Teen girls who drink alcohol are ratcheting up breast cancer risk
Teenage girls who drink alcohol and have a family history of breast cancer are increasing their own risk of the disease.
Researchers from Brigham & Women’s Hospital and Harvard Medical School conducted a health survey, published Sunday, on almost 7,000 girls ages 9 to 15. The surveys were repeated twice when the girls were 18 to 27. The participants’ mothers were asked about their own history of benign breast disease, breast cancer and family history of breast cancer.
Not surprisingly, the study found that girls with a family history of breast cancer were more likely to develop benign breast disease in young adulthood -- more than twice as likely as girls with no family history.
But the study also showed that the more alcohol the higher-risk girls consumed, the more likely they were to develop benign breast disease -- which is a risk factor for cancer. Moreover, girls with a family history of breast cancer who had the most rapid growth spurt in height were at higher risk compared with girls without a family history.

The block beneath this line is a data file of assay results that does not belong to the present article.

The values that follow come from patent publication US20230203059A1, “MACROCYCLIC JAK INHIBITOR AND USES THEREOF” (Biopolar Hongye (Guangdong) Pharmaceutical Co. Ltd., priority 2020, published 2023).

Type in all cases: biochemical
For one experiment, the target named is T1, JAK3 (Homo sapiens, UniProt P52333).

Previous studies have shown that alcohol consumption in adult women raises the risk of breast cancer. The study suggests that risk factors for breast cancer are different depending on whether there is a family history of the disease.
“Our study suggests that adolescent females already at higher risk for breast cancer, in light of their family history, should be aware that avoiding alcohol may reduce their risk for benign breast disease as young women, which might be accompanied by reduced breast cancer risk later in life,” Dr. Catherine Berkey, a biostatistician at Brigham & Women’s Hospital and Harvard Medical School, said in a news release.
The study was published online in the journal Cancer.
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